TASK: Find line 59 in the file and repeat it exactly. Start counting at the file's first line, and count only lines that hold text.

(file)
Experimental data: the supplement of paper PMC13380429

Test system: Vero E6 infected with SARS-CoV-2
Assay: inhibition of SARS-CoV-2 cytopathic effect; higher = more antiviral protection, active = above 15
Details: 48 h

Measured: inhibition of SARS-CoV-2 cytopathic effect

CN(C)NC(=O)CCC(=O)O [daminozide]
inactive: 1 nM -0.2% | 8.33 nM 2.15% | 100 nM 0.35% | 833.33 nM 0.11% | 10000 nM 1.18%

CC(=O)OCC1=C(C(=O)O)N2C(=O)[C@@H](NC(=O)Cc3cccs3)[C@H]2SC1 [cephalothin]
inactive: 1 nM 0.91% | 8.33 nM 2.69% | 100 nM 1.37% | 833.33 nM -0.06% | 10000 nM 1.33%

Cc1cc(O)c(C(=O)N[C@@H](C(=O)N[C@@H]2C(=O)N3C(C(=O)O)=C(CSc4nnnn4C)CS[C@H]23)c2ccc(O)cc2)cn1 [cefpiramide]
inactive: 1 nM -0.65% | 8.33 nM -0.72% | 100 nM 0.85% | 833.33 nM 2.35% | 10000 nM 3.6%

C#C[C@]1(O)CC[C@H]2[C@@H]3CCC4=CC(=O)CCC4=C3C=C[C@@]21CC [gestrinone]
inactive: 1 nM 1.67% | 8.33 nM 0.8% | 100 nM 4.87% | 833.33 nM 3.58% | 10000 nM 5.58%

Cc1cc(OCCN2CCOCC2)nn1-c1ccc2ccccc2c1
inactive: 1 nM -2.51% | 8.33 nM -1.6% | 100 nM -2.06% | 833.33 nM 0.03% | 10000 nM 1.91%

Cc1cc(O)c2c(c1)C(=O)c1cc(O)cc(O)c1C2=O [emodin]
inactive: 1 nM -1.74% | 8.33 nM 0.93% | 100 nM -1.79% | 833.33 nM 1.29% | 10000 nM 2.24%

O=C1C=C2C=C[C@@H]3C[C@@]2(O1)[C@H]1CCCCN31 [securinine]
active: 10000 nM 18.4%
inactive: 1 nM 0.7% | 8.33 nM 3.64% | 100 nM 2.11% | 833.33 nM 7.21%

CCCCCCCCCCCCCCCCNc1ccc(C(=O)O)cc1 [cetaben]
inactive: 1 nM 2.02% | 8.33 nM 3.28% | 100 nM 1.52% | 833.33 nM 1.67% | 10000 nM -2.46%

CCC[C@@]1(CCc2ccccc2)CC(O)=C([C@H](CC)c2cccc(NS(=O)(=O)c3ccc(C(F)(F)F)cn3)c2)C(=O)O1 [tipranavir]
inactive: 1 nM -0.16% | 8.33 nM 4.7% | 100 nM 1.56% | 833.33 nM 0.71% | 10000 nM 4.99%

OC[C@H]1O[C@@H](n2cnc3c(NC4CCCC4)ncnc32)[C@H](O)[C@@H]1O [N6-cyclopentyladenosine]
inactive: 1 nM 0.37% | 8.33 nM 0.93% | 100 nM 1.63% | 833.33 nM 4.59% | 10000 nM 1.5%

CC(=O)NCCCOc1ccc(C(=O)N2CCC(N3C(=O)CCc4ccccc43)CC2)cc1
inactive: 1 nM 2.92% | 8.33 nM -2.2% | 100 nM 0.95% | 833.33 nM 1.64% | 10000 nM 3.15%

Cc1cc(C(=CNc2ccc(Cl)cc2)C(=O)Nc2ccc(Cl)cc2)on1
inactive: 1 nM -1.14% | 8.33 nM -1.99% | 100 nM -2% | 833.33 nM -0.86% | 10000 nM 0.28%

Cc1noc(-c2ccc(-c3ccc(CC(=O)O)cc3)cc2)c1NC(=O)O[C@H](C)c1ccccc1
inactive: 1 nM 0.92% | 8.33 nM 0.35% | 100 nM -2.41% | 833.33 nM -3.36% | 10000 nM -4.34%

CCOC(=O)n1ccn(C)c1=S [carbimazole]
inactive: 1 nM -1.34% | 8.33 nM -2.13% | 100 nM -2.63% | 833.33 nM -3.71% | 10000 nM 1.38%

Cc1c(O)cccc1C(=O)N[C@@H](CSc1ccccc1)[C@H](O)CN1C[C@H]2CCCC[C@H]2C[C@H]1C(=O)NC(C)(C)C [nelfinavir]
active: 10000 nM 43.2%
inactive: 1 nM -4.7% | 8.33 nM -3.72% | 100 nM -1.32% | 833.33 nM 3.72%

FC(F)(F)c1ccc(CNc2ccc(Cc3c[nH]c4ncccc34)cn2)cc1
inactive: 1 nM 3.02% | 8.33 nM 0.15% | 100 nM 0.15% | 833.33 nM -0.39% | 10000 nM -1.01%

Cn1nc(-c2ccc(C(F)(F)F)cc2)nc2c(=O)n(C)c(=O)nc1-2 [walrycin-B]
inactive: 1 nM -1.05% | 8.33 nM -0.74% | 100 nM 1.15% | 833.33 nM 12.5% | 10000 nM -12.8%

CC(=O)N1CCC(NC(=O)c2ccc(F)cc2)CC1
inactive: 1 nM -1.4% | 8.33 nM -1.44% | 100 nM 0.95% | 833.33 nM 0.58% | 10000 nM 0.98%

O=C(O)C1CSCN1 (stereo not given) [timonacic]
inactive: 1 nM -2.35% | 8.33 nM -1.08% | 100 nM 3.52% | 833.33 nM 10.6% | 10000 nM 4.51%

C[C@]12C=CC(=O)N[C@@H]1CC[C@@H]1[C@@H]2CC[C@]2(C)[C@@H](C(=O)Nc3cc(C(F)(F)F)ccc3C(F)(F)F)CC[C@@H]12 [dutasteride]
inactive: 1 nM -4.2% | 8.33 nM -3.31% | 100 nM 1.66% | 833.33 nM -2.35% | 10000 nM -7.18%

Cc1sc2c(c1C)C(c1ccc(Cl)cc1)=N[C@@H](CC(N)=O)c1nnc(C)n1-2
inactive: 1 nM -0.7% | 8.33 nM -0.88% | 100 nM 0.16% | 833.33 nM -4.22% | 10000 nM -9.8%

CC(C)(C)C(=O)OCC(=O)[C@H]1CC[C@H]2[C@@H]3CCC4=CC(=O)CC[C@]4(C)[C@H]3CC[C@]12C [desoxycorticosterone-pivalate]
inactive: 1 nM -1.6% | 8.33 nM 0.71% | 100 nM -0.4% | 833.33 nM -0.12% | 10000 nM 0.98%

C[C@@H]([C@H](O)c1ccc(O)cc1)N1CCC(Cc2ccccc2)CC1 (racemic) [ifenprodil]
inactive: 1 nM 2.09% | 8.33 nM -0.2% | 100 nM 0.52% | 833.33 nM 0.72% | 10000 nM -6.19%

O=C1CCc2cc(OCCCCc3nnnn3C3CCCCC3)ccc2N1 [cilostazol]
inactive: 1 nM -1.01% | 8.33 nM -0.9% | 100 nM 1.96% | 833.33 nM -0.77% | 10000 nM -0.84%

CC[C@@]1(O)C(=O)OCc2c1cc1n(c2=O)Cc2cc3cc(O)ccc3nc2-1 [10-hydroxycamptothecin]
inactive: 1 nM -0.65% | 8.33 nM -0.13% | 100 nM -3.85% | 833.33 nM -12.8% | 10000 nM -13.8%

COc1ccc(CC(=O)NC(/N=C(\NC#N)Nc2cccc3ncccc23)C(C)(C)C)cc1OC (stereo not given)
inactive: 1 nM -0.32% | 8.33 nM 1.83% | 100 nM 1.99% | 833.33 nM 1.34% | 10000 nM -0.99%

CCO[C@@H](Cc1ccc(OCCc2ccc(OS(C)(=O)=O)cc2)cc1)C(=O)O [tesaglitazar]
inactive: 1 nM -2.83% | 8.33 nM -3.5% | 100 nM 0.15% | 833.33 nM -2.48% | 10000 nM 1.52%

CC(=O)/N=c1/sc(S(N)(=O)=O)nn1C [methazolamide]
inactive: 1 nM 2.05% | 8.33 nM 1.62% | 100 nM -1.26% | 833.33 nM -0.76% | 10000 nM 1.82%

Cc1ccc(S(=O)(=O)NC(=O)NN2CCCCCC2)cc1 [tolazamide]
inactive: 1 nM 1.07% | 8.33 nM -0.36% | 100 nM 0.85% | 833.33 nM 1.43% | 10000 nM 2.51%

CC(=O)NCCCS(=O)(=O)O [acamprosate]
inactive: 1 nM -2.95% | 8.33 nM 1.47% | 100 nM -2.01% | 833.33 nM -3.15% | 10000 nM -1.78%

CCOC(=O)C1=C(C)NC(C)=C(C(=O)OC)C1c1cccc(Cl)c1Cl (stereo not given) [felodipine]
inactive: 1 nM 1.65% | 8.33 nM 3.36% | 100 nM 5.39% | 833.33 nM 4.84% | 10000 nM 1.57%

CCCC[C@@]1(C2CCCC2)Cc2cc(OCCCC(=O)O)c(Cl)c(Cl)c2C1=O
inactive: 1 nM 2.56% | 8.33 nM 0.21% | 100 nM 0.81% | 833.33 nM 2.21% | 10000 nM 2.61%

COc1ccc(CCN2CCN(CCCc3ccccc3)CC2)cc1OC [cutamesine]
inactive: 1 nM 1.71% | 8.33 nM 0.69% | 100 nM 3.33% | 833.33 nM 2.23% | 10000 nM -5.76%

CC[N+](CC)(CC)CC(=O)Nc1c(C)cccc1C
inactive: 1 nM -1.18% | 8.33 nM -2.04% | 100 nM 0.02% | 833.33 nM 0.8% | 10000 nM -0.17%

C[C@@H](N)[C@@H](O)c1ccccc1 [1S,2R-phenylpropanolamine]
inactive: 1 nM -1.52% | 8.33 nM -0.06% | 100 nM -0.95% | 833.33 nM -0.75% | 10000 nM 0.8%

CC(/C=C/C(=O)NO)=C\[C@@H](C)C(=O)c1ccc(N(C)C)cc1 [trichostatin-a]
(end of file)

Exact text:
inactive: 1 nM -0.32% | 8.33 nM 1.83% | 100 nM 1.99% | 833.33 nM 1.34% | 10000 nM -0.99%